Across the room, in Loie Hollowell’s Empty Belly (2021) a ray of light bisects a magenta orb underneath a protruding cast of a pregnant abdomen. A descending arc of leaking breasts and a crescendo of reaching hands suggest an upward momentum of growth and levitation, on one side, and a contradictory descent into darkness, on the other. Hollowell splinters societal expectations for the (male-gratifying) beatitude of motherhood by conveying her experience of postpartum depression, about which she has spoken openly. Standing at the centre of the atrium as an axis around which the whole exhibition turns, the body of Leilah Babirye’s Ndibasa Namutebi from the Kuchu Mamba (Lungfish) Clan (2022) is totemic, towering, rectilinear, black, and wears braids, but has no clear gender. Thus, the show immediately dispenses with monolithic or objectifying views of feminist art specifically – rejecting, as Lippard wrote in the 1971 catalogue, “the inane cliches of ‘feminine’ art based on superficial characteristics”– and of bodies generally.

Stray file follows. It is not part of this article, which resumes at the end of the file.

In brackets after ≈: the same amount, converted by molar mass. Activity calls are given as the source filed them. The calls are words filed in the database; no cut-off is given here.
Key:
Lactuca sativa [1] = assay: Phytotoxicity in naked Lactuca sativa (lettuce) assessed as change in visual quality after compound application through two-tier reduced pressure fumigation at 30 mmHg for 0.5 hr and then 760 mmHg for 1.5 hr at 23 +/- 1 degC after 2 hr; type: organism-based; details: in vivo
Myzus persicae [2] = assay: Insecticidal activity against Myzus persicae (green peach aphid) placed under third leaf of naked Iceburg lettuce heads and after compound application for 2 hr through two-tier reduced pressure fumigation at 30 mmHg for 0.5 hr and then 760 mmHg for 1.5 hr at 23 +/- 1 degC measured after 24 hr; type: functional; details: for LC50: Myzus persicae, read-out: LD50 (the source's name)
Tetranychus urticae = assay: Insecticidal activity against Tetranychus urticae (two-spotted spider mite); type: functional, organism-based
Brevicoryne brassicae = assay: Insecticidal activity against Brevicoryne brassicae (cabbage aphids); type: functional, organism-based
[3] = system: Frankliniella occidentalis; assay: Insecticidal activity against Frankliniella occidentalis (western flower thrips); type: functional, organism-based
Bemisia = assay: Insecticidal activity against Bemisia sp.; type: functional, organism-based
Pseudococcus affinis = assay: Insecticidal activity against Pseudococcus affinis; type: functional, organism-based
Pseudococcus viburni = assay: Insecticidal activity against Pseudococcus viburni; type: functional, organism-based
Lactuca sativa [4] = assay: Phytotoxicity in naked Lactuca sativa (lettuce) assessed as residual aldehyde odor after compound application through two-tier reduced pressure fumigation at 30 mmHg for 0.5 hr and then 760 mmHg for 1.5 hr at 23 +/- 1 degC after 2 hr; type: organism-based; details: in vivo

Jackie Winsor. Brick Square, 1971. 300 stacked bricks, 15 x 50 x 50 in. Courtesy of the artist and Paula Cooper Gallery, New York. © Jackie Winsor.

As a second example of gallery thematics, an upstairs grouping upends the patriarchy of the formalist grid through abstraction. Works include Jackie Winsor’s task-based Brick Square (1971), Rachel Eulena Williams’s 2021 painting-collage of circles, rope swoops, and part of a hammock (Pedestal Reeducation), and Carol Kinne’s Cad Yellow (1965), an oil on canvas in the Bennington colour field tradition in which the paint binder of five oblong yellow apertures has leached into unprimed canvas, leaving perceptible halos.



Carol Kinne. Cad Yellow, 1965. Oil on canvas, 22 x 26 in. Collection R. Huot, New Berlin, New York Photo: Edward Hettig.